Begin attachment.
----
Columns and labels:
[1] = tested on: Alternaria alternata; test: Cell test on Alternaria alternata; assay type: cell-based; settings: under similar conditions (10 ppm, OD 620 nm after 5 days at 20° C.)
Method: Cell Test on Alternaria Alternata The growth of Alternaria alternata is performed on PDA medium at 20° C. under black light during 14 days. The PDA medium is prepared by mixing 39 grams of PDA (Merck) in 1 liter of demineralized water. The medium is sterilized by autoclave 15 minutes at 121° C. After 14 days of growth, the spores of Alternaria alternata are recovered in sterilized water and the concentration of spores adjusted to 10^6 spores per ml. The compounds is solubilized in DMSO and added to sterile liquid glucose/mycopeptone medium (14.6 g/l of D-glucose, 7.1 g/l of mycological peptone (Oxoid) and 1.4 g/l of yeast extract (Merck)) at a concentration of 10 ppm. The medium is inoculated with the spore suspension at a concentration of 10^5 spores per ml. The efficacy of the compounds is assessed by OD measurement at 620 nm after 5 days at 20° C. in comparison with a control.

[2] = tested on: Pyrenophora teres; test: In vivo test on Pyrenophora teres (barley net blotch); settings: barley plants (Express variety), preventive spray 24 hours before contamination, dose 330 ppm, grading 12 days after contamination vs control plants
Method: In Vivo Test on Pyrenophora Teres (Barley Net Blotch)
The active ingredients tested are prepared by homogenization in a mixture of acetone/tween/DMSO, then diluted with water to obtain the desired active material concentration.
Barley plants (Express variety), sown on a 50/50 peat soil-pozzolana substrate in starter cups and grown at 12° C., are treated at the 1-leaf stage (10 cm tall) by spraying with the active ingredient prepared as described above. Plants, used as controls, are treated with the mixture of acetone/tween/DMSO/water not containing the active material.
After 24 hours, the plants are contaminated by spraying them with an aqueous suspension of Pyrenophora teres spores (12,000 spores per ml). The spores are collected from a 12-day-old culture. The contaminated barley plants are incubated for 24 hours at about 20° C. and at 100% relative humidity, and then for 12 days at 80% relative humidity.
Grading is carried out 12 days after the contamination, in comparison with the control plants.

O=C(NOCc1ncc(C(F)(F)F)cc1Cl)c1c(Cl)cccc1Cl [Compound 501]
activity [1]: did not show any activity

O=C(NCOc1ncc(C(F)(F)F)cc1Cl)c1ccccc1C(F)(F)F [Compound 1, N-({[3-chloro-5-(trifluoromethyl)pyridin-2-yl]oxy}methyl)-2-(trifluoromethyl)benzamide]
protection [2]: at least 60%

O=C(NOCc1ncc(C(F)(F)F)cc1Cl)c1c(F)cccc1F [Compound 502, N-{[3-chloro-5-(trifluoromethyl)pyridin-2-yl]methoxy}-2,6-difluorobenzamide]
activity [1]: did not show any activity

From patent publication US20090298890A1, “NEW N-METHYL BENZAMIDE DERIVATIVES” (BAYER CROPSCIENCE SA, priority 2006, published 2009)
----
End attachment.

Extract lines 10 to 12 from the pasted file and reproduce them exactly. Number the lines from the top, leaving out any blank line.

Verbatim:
O=C(NOCc1ncc(C(F)(F)F)cc1Cl)c1c(Cl)cccc1Cl [Compound 501]
activity [1]: did not show any activity

O=C(NCOc1ncc(C(F)(F)F)cc1Cl)c1ccccc1C(F)(F)F [Compound 1, N-({[3-chloro-5-(trifluoromethyl)pyridin-2-yl]oxy}methyl)-2-(trifluoromethyl)benzamide]